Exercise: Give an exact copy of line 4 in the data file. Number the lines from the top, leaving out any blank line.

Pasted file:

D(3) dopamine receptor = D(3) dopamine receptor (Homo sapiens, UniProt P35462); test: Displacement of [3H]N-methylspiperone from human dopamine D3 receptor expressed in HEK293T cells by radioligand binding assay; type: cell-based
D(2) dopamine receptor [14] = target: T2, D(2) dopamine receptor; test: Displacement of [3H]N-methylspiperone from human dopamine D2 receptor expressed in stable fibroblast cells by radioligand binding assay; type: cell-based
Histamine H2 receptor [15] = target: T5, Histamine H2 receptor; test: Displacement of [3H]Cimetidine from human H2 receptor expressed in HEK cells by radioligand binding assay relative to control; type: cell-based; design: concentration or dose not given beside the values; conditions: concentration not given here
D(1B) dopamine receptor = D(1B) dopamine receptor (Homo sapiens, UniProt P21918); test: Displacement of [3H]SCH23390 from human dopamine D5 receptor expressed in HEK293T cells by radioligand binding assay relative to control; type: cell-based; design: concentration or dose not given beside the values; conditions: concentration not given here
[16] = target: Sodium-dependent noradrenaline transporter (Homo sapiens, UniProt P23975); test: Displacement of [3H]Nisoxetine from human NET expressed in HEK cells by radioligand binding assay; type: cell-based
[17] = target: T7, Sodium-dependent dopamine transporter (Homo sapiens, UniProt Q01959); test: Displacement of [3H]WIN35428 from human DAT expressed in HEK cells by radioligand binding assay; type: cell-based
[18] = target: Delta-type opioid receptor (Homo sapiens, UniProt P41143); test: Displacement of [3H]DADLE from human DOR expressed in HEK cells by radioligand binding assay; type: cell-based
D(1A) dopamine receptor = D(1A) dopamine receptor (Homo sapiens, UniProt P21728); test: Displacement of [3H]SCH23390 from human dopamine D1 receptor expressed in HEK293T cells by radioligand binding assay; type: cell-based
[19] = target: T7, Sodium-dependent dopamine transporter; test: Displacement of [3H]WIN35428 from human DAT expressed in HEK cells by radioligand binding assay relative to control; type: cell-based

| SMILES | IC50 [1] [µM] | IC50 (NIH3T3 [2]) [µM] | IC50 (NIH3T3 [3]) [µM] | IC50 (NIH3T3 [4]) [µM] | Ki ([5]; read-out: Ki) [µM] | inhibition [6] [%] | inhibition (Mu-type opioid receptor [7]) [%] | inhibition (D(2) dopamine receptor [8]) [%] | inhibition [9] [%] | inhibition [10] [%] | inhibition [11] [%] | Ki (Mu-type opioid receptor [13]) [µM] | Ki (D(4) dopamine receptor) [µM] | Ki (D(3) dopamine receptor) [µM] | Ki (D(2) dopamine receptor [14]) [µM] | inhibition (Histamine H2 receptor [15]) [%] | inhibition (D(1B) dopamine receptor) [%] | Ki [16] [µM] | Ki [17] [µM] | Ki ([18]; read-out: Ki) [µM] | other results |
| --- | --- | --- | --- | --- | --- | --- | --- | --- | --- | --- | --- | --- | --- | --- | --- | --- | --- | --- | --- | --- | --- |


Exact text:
D(1B) dopamine receptor = D(1B) dopamine receptor (Homo sapiens, UniProt P21918); test: Displacement of [3H]SCH23390 from human dopamine D5 receptor expressed in HEK293T cells by radioligand binding assay relative to control; type: cell-based; design: concentration or dose not given beside the values; conditions: concentration not given here